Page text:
A couple of weeks ago, I watched a PBS Frontline video called “Poor Kids” at the recommendation of my wife, a professional development specialist and former Head Start teacher. This show focuses on four families (one from Iowa) and how they deal with the poverty they are in. It was very eye opening for me as a classroom teacher, but was part of the culture my wife has been working with since starting with Head Start. Both the professional development and the classroom jobs she’s had, poverty is everywhere. Head Start works with those who are in poverty, period, having to fall within the federal poverty guidelines. She was a classroom teacher for four years, and the stories of home visits and behaviors made me cringe, yet, have become strikingly familiar in my own classroom.
In my fourteenth year here, my students are different. No, they aren’t glowing, nor do they suddenly break out in song, but they are different then those students I had at the beginning of my time here. We’ve taken a ski trip to a local resort every year I’ve been here as they cut us a great deal and it’s a way to introduce students to a different activity. The cost is $16, where if we just showed up, it would be somewhere around $110 – $125, so they work for us. In all my years, I’ve had maybe two students we’ve used a scholarship for to make sure they were coming with. This year, I have one student, with three others who were very hesitant. This is just one example of the poverty that has worked it’s way into our area. Our free and reduced percentages have continued to climb, our students are coming from homes where that poverty mindset has a firm grasp.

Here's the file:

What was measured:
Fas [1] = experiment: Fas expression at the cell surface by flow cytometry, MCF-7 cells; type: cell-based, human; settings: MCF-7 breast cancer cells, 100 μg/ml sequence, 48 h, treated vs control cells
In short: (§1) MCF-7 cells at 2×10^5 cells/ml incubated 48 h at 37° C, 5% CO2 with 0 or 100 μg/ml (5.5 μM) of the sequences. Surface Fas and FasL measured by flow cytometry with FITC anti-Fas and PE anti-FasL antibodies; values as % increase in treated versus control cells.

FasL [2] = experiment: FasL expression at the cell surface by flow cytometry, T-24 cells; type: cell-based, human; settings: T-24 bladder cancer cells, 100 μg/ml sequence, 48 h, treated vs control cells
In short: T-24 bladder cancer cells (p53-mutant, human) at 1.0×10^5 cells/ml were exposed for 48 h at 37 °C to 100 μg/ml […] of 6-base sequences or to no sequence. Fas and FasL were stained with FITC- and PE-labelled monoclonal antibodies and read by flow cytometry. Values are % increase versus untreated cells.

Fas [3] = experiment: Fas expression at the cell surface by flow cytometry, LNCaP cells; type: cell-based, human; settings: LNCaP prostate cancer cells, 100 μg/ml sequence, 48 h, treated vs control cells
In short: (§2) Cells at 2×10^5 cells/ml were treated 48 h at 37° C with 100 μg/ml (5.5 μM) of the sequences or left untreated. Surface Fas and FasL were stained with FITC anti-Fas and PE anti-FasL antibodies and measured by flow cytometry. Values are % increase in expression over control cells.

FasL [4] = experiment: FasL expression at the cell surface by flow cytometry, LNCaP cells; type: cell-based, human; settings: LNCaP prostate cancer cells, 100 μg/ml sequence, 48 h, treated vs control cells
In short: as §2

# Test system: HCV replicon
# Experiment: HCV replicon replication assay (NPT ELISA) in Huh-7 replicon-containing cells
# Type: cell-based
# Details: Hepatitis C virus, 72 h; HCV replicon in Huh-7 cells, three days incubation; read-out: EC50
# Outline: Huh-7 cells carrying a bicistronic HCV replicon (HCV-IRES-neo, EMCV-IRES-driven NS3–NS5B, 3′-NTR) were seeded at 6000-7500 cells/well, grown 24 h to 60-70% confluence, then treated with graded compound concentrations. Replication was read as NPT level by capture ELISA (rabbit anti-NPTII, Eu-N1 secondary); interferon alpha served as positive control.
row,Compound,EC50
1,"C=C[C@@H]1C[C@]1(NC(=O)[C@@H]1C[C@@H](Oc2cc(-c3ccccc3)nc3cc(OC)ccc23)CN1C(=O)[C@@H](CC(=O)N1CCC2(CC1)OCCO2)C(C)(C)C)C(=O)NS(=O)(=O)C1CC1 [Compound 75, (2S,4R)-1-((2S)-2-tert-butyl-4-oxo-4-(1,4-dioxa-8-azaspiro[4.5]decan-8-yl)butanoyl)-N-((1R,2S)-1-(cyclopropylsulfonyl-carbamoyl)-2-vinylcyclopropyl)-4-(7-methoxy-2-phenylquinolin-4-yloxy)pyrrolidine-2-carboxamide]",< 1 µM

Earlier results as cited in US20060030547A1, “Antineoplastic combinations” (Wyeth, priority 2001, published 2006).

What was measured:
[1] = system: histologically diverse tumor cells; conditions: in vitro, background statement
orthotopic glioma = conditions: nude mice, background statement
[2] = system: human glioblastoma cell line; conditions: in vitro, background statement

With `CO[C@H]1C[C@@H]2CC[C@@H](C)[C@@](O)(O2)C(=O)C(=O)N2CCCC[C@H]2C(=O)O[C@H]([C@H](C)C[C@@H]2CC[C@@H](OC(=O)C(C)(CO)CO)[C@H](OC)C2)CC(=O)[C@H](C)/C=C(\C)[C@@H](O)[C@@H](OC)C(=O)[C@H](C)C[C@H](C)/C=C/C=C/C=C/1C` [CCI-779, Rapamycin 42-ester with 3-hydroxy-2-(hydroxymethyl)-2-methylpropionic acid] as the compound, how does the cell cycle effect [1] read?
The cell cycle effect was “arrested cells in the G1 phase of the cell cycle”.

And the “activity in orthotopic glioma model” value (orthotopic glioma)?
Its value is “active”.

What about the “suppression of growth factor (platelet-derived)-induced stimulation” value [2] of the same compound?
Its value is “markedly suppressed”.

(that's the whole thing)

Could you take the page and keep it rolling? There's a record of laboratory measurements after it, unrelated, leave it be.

Today at lunch, two co-workers and I talked about that poverty, what it’s doing to our scores, but worse, what it’s doing to all of us. We continue to press on, but not addressing the elephant in the room. We leave, beat up, depressed at what we are doing, knowing that this isn’t always reaching that group. Yet, that’s what we know right now, and with declining enrollment, class size will begin to increase here soon, and that will only add another layer of “what now” on teachers who are stressed. For those students who need us, it will add another layer of distance from that caring ear, that reassuring smile, or for some, that needed kick in the pants. Now, some will say “but that’s your job”, to which I give you no argument, but I will say it’s easier for me to get to those who may slip through the cracks when my class is 20 vs. 30.
The question is: what does different look like? Is it more student directed? How is the Common Core worked in? Competency based? Multi-aged? Change for me is scary. I’m very much routine based, but what we are doing isn’t working, so what can we try? And how can this help that growing population who fall into that poverty category. These are kids that I truly worry about because they are the ones who, if they don’t see the value of what we are doing, will drop out and continue the pattern that we are trying desperately to break.
My students are different, and they need something different in order to succeed.